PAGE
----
The British band Police Dog Hogan may seem to wield a rather unlikely handle for a band that ploughs a grassicana terrain, but that doesn’t deter the band from making music that spans a wide array of essential influences and seminal sounds.
For the record, they took their name from a heroic canine officer who once got cited for helping to break up a riot. It’s an odd reference but, loosely interpreted, it reflects a regimen of their own, one that emphasizes a devotion to duty.
“We can’t play fast or accurate enough to be true keepers of the flame,” James Studholme, the band’s singer and guitarist admits when asked to define the band’s sound. “We’ve become some sort of seven-headed bringer of joy as we’ve evolved our live shows using every musical tool at our disposal. We never thought people would want to see us, but it turns out, that’s what they like the most. What we try to do is use the sonic landscape of Americana, bluegrass, roots music — call it what you will — but put it lyrically into our world. Roads not highways. I draw a lot on my home county of Devon where I am now in lockdown and live when I’m not in London.”
That said, it is interesting to note the wide array of sounds that shaped the individual band members’ early interests. Studholme notes that he was initially attracted to glam rock and then punk after that. “You can get our age from that, and the fact that we grew up in the UK,” he suggests. “For me, it’s always great songwriters. Warren Zevon, Randy Newman, Steve Earle, Bruce Springsteen… now I love Jason Isbell, Avetts, Old Crow, Gil Landry, Langhorne Slim, Josh Ritter, Darlingside. I love the Transatlantic sessions live every year.”
Fiddler, mandolin player and singer Edward Bishop shares Studholme’s choices. “He brought a love of Chatham County Line to the band, which was the ethos around which we formed,” Studholme recalls. “We assumed playing acoustically round a central mic would be easy, but it wasn’t and it’s taken us the years to get any good at it… though only arguably!”
The band’s banjo, slide guitar player, and vocalist Tim Dowling hails from Connecticut. He mentions Fountains of Wayne, the Felice Brothers and the Milk Carton Kids as among his prime preferences. Singer, accordion, keyboard and harmonica player Shahen Galician cites any number of honkytonk piano playing heroes, as well as Elton John, Billy Joel, while also professing a weakness for jazz and blues. Likewise, bassist Don Bowen also shares a love for the blues.
The band is rounded out by drummer Al Hamer and vocalist, trumpet player Emily Norris.
Studholme says the band first formed in the basement of his flat in London’s Shepherds Bush. “I used to play in an alt-country band in the UK in the ’80s called The Wright Brothers. They did pretty well without being overly troubled by commercial success,” he recalls. “After a long break where the normal real life stuff had to happen — work, marriage , kids etc. — I got back to music around 2006. I stared writing songs again. These people just started showing up at my house to play. We got into Chatham County Line, particularly the album 4, and the incredibly melodic banjo playing of Chandler Holt. We were inspired by them, but we soon veered off in pursuit of the songs we were writing.”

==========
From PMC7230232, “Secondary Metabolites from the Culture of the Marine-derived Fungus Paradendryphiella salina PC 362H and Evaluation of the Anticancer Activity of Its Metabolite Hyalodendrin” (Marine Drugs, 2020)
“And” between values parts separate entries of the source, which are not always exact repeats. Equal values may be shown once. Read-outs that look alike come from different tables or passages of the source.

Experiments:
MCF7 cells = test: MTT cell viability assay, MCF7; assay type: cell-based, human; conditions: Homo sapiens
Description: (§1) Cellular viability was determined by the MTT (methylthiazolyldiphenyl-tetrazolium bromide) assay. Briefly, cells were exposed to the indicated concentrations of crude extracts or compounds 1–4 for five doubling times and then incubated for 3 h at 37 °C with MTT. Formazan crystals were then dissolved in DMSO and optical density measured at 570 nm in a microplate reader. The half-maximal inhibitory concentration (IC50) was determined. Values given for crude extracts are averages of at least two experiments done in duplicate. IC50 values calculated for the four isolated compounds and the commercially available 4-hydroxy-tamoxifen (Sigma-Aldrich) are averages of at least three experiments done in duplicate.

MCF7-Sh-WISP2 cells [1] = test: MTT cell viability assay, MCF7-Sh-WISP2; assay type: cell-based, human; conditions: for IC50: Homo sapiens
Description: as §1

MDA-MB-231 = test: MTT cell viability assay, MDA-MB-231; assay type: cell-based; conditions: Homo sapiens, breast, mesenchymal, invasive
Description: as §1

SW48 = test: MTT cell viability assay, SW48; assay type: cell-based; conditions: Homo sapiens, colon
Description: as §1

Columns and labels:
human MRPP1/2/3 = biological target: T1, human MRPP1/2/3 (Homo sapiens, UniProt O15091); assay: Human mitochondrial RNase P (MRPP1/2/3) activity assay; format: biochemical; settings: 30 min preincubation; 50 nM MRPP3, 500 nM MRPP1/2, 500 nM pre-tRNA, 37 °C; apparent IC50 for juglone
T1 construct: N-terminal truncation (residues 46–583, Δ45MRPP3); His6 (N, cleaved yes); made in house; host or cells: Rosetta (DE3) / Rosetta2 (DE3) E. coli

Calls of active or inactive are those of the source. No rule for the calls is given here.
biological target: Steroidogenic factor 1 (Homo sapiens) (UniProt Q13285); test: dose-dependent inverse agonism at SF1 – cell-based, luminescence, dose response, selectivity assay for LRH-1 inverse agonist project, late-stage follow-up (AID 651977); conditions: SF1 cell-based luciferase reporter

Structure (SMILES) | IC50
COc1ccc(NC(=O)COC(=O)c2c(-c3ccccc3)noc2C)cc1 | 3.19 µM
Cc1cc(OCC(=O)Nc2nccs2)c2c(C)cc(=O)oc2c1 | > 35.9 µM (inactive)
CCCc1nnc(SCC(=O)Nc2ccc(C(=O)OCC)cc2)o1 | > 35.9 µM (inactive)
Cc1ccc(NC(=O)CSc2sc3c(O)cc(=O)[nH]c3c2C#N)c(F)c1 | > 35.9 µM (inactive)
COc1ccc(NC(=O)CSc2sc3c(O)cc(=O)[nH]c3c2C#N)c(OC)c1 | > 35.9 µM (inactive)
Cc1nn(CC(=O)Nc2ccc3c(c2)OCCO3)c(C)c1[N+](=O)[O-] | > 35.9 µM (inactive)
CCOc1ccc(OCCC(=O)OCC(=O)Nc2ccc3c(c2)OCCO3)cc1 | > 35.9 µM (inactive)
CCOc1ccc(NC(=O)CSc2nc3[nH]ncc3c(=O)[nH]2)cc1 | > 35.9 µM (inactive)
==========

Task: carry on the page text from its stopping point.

Indeed, as evidenced by their ongoing series of releases spanning the past decade or so — Fidelis Ad Morten (2010), From The Land of Miracles (2012), Westward Ho! (2014), Wild By The Side of The Road (2016) and various EPS (their latest, Hard Times appeared late last year and a new album, titled Overground, is in the works as well) — the band puts their emphasis on their original compositions. “It’s all about the writing songs for us,” Studholme suggests. “That’s where the energy that drives us forward comes from — writing, recording and getting out to play our new songs.”
Nevertheless, Police Dog Hogan doesn’t eschew covers entirely. Studholme notes that the group will occasionally thrown some outside songs into their sets, among them, The Galway Girl (Steve Earle), If I had a Boat (Lyle Lovett), The Warden, and Wagon Wheel (Old Crow Medicine Show), and Alabama Pines (Jason Isbell).
It’s little surprise then that the band find themselves sharing certain similarities with the music that originates on the other side of the ocean, given the fact that much of what was played in the American heartland came from the British Isles to begin with.
“We kind of ping it back and forth across the pond I guess,” Studholme acknowledges. “Our general musical influences are American, but we certainly use all roots idioms in service of the song. The song tells you what it needs to be. That can go from pretty much trad folk, via bluegrass, through country rock and regional roots music. We’re fully eclectic. There’s always a bluegrass section around the mic in our shows now. It’s all about the songs.”
The band’s touring itinerary has primarily focused on the UK, but they’ve also performed in France and played a showcase in Nashville as part of the Americana Fest. Studholme adds that 2021 already promises to be a busy year as well.
While Studhome says that Britain’s affinity for bluegrass is not as prevalent as in the US (“We’re not capable of being that purist”), the country does host an array of boutique festivals where it finds its niche. So too, the ample reason why it’s attained such worldwide popularity.
“It’s so damned honest and the playing is unbelievable,” he reflects. With people like Sarah Jarosz and Chris Thile, the virtuosity crosses all boundaries. The songs are so timeless.”